Scaffold Your New Year’s Resolutions For Lasting Change

Scaffold Your New Year’s Resolutions For Lasting Change

One of the biggest points of failure in New Year’s resolutions is a lack of scaffolding. If you want to ensure lasting and positive change you have to structure the change in a manageable and reasonable way.

Photo by Foxtongue.

People consistently set themselves up for failure by focusing too strongly on the end-game and too little on the planning and progress stages of personal change. Scaffolding is a technique well known among educators and coaches but largely ignored elsewhere — especially when it comes to personal growth. When a teacher structures lessons so that they move the student from being dependent on the teacher for help to being an independent learner they are scaffolding the student’s growth — ensuring they continue to succeed and have greater sense of accomplishment without just throwing them in front of a difficult task and saying, “Figure it out.”

The “Figure it out” approach is the approach most people use with themselves, however. Across the world millions of people made vague and difficult to achieve New Year’s resolutions last week. People resolved to lose weight, quit smoking, be a better parent, have a better work/life balance, get out of debt, get organised and so on. The vast majority of those people will approach the resolution with the best intention and within a matter of months — if not weeks! — they will have abandoned their resolution or outright forgotten about it. This happens because the distance between one’s present state, whatever that state may be, and the future state that people dream of when they make a New Year’s resolution is a nearly impossible distance to cross without a map — a map you can build by reading the following guide and answering the questions in it.

Choose a Concrete Goal

What does being a better parent mean? Spending more time with your children when you get home from work? Making a bigger effort to listen to the things they say? Don’t settle for an abstract goal. “Be a better person” is the kind of New Year’s resolution shifty politician would make. Dig at your resolution until you find the meat inside. Photo by PhillipC.

What’s the Next Action?

  • What do you have to do right now to start achieving your resolution?
  • If you don’t know, where can you go to find out?
  • What will you have to do next month? The month after that?
  • Does your resolution have an end?
  • What skills or behaviours will you be adopting from this point on?

If you can’t answer the first question “What do I have to do right now to start achieving my goal?” then you’ll never achieve it. For every one-in-a-million person that stumbles into fame, fortune or success, thousands of people get there by asking “How do I achieve this?” and getting to work. Photo by D Sharon Pruitt.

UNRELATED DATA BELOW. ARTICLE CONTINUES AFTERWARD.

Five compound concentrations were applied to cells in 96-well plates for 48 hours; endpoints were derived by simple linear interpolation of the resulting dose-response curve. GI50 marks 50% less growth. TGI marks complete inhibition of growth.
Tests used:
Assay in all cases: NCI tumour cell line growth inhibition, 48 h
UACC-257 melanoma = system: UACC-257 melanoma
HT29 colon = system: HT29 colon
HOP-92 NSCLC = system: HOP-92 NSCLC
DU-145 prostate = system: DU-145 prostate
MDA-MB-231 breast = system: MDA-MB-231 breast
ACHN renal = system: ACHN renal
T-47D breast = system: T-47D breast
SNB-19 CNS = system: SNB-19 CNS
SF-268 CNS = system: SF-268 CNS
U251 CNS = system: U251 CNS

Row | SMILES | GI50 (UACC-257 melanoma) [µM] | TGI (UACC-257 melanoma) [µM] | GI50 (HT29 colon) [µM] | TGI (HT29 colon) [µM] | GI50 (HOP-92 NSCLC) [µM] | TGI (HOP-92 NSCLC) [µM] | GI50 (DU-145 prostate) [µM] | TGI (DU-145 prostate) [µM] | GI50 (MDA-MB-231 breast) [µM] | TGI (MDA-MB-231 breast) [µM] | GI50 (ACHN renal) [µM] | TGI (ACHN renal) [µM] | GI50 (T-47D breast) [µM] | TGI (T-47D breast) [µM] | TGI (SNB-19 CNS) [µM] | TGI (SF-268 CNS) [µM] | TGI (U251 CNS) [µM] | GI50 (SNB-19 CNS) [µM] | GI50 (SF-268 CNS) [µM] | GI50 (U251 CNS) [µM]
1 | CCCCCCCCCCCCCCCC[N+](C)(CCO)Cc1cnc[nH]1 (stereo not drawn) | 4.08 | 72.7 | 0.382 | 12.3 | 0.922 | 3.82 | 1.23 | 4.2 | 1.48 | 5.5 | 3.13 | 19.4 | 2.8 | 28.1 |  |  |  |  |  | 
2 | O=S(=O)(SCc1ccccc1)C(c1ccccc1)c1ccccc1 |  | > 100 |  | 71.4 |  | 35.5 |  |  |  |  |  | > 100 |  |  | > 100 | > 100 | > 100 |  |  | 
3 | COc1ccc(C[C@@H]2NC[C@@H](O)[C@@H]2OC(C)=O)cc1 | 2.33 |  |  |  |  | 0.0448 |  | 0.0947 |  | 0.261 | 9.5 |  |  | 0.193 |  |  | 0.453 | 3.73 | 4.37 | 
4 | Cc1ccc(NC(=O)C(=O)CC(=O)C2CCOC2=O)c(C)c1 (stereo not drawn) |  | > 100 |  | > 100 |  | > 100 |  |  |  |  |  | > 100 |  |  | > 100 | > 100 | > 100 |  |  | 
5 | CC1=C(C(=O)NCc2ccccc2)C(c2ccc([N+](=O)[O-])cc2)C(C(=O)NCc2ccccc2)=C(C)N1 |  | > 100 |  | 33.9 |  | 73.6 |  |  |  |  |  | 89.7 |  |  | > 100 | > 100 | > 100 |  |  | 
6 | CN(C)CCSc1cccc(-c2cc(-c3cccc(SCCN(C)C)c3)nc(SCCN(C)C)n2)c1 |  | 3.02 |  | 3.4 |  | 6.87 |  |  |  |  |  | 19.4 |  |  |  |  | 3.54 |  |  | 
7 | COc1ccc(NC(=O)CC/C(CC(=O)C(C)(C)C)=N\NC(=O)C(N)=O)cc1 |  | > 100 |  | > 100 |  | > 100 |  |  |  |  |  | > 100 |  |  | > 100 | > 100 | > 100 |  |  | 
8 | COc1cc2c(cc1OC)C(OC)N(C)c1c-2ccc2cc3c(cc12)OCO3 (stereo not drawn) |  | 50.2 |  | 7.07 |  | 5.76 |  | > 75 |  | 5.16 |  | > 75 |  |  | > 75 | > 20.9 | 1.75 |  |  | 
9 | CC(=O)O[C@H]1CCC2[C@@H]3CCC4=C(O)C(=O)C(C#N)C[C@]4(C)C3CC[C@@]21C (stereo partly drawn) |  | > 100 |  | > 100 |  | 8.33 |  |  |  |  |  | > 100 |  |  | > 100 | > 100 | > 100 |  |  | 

Make Your Resolution Open Ended

It might seem like psychological slight-of-hand but you’re way more likely to keep a resolution that focuses on a positive aspect of your life and gaining new skills than you are to keep one that focuses on how much you hate your beer gut and want it banished. Open-ended resolutions do not excuse you from adhering to the “Next Action” rule. Photo by extranoise.

Seek out a Support Network

Nobody is telling you to ditch your friends, mind you, but you need to be aware of what a support network looks like and what it doesn’t. If you want to lose weight, surround yourself with health-oriented people. If you want to be more frugal with your money, stop going out on the town with your $US10-a-drink-or-bust socialite friends. At the minimum be very conscious of how being around the people that encourage/embrace the negative habit you’re trying to stamp out makes you feel and impacts you. Seek out people that support positive change. Photo by Mike Baird.

Be Realistic and Be Kind

You’re not weak for setting a realistic goal instead of firing off a lofty and unattainable. Setting reasonable goals that you can achieve will reinforce your desire to continue to improve yourself.

If you were a teacher, you would never expect your students to be able to ace the final on the first day. If you were a coach you’d never expect your players to be ready for the championship game after the first week of practice. If a friend came to you and asked you to help them with the very same resolution you’re struggling with, you’d help them plan out a course of action and support them in undertaking. Yet most people don’t treat themselves with that degree of care by any measure.

You wouldn’t put a bat in first grader’s hands and say “Alright. Go hit a home run.” and you shouldn’t stare at yourself in the mirror and say “Get it together” as your only support for achieving your resolutions. Support and scaffold your own change like you would that of someone you cared about.

Have a bit of advice, tip or trick for helping your fellow readers have New Year’s Resolution success in 2010? Let’s hear about it in the comments.

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